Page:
Keith Haring’s 85-foot mural “Untitled (The Church of the Ascension Grace House Mural)” (c.1983/84) achieved $3,860,075 at Bonhams Post-War & Contemporary Art sale on November 13. It was the first Haring mural ever to come to auction and it was originally painted in the stairwell of Grace House, a former convent and home of the Catholic Youth Organization in Manhattan. Other highlights from the sale include Helen Frankenthaler’s “Mica” (1981), which sold for $487,575; Louise Nevelson’s “Rain Forest Column XVIII” (1962), which sold for $225,075; and Sam Francis’s “Of the Rope Star (SFF:636)” (1973–1974), which sold for $237,575. The sale achieved a total of $6,626,300.
Christie’s Impressionist and Modern Art Evening Sale on November 11 totaled $191,911,500. Among the most surprising results was a surmoulage (please Google that) of Umberto Boccioni’s “Unique Forms of Continuity in Space (Forme uniche della continuità nello spazio)” (1913/1972) which realized $16.2M at auction, far exceeding its $3.8M–$4.5M estimate. René Magritte’s “Le seize septembre” (1957) sold for $19,570,000.
At Christie’s Post-War and Contemporary Art Evening Sale in New York, Ed Ruscha‘s “Hurting the Word Radio #2” (1964) sold for an unbelievable $52,485,000. New auction records were also set for Ellsworth Kelly, with “Red Curve VII” (1982) selling for $9,809,000; Alma Thomas, with “A Fantastic Sunset” (1970) hammering at $2,655,000; and Charles White, for his “Banner for Willie J” (1976) fetching $1,215,000. The November 13 sale totaled $325,259,750.
Some of the highlights of Sotheby’s Impressionist & Modern Art Day Sale on November 13 included Claude Monet’s “Étretat, Coucher de Soleil” (1883) at $3,020,000, Alfred Sisley’s “La Seine au Bas-Meudon” (c.1878–79) at $1,004,000, and Francisco Toledo’s “A Meu Xubi” (1973) at $1,040,000.
Phillips‘ 20th Century & Contemporary Art Day Sale realized $40.2 Million with some highlights being Josef Albers‘s “Homage to the Square: Silent Gray” (1955), which was estimated at $400,000–600,000 and realized $1,316,000, and Larry Poons’s “Jessica’s Hartford” (1965), which was sold for $1,150,000. Works by Jaume Plensa, Maria Lassnig, Elizabeth Murray, Sascha Braunig, and others achieved auction records. Plensa for “Twins I and II” (2009) at $1,130,000; Lassnig for “Competition III” (2000) at $704,000; Murray for “2. B.! (1990) at $200,000; and Braunig’s “Ponytail” (2011) at $45,000.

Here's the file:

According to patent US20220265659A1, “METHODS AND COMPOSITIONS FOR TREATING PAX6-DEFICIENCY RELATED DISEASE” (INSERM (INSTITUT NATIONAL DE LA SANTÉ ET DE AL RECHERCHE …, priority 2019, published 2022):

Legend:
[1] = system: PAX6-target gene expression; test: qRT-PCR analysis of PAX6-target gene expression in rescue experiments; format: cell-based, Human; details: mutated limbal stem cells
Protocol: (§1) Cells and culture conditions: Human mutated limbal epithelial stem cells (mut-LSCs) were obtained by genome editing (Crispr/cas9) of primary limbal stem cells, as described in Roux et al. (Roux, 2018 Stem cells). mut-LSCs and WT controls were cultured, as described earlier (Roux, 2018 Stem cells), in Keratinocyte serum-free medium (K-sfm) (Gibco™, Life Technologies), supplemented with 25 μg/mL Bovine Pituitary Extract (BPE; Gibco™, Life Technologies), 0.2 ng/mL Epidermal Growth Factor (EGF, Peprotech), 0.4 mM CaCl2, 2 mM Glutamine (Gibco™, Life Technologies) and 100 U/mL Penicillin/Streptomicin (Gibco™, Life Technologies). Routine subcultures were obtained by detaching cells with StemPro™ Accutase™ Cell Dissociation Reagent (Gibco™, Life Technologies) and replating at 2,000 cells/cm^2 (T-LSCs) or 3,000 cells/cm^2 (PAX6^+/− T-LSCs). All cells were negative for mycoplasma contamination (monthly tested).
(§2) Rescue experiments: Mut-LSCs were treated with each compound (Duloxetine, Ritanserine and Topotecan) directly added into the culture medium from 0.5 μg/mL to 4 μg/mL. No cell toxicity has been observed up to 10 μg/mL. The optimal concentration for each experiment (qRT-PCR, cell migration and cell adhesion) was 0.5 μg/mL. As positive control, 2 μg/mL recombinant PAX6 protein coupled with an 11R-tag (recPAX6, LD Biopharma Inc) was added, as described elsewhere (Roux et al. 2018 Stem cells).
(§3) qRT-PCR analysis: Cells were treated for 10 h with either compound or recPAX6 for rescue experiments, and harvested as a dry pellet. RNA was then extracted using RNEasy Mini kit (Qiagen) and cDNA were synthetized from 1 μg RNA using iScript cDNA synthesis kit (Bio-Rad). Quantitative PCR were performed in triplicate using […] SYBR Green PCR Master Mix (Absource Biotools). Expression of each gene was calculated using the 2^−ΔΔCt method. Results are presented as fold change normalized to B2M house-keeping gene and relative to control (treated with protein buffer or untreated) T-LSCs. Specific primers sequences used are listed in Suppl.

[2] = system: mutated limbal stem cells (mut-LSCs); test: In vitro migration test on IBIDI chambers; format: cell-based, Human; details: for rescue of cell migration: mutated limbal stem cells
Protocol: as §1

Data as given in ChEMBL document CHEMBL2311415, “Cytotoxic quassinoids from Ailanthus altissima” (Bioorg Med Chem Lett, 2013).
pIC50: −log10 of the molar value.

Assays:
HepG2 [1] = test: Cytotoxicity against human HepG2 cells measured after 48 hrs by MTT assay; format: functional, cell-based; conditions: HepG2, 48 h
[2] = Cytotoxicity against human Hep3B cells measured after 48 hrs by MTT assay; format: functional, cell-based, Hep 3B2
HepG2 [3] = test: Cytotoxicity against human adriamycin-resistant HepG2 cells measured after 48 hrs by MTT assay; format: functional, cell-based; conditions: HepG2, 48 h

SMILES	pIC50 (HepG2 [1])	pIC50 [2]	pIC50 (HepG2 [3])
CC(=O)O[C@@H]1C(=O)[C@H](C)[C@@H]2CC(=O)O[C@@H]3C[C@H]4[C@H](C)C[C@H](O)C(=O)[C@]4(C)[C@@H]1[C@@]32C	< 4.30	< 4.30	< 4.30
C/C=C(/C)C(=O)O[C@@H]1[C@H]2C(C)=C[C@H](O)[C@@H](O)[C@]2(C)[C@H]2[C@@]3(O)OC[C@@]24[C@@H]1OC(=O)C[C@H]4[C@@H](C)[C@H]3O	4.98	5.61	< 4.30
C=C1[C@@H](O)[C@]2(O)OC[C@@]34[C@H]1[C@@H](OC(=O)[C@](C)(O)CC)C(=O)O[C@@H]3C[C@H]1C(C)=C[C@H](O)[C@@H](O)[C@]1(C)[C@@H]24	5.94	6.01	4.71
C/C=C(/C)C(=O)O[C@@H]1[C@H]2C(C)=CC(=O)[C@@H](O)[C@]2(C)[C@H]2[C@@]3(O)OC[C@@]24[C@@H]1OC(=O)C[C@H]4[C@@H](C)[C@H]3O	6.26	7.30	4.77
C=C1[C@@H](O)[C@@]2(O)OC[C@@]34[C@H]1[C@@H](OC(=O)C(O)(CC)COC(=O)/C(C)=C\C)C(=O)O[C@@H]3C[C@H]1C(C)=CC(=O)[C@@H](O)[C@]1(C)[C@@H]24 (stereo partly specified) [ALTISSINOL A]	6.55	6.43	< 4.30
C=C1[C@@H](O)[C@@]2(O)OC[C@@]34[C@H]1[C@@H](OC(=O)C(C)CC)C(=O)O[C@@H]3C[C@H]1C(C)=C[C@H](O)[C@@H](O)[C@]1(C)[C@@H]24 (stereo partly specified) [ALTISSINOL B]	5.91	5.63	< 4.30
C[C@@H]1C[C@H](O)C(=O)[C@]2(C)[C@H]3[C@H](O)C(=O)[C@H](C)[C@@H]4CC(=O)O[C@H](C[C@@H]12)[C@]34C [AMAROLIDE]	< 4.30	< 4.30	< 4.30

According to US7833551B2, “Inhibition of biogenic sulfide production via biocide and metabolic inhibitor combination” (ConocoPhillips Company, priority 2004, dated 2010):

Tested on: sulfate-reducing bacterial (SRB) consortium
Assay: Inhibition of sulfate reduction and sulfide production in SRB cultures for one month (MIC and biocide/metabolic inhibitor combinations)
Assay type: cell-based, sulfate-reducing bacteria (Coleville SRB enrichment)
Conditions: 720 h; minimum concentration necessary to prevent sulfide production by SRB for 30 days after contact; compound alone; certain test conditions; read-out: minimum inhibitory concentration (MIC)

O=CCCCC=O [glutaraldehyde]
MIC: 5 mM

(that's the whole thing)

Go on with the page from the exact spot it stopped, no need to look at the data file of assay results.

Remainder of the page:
A first edition of Sir Isaac Newton‘s Opticks (1704) sold for $40,000 at Swann Galleries‘s October 24’s Early Printed, Medical, Scientific & Travel Books sale. A first edition of Galileo’s 1649 dialogue on the Copernican and Ptolemaic systems, establishing the validity of heliocentricity, realized $16,900, and a second edition Georg Agricola’s De re metallica (1561) on the first systematic treatise on mining and metallurgy, fetched $10,000. While Niccolò Circignani’s 1585 publication with 31 engraved plates of Christian martyrdom scenes by Giovanni Battista Cavalieri, based on frescoes in the church of S. Stefano Rotondo in Rome, hammered at $8,125. The auction sale’s total was $479,387, which exceeded the estimates of $260,060–$407,240.
The Bern Museum of Fine Art is selling a painting by Édouard Manet, which was one of the 1,500 works it inherited from Cornelius Gurlitt, who had a significant collection that included Nazi-looted art. The National Museum of Western Art in Tokyo has agreed to purchase “Ships at Sea in Stormy Weather” (1873) for $4,000,000. The sale was reputedly necessary to cover the costs of managing the Gurlitt collection.
Artist Dan Jian makes the point that landscapes and memory are one and the same.
Murch’s painted dust can be so tangible you feel compelled to wipe off the picture.
For the triennial’s eighth edition, work by more than 70 artists is featured in 12 exhibitions and a polyphonic program, installed at various locations throughout the German city.
“As we grieve her loss, we call for full accountability for the perpetrators of this crime and everyone involved in authorizing it,” they wrote in an open letter.
The planned center will be named after Fred Rouse, a Black man who was lynched in the city of Fort Worth in 1921.
This exhibition explores the work and short-but-impactful life of the groundbreaking ceramic artist. Now on view at the New Orleans Museum of Art.
The researchers found that when eyes meet, certain areas of the brain start experiencing “neural firing.”
From 1968 to 1973, the Nihon Documentarist Union did radical documentary work in Japan. They made two films in Okinawa before, during, and after its reversion.
Curated by Clare Dolan, this solo exhibition in Frenchtown, NJ contains new and unearthed paintings, sculptures, and prints selected from the organization’s 60-year history.
Every corner and crevice of Columbia University’s MFA Thesis show feels lived in, reflecting not just artists’ experience quarantining with their work, but also that of re-entering society.
Sprawling across the Joshua Tree region, nine site-specific works consider the ways in which people have relocated to the desert, destroying what came before them, and cultivating new life.
The rendition could be a platform for essential conversations on sociohistorical and economic land rights issues.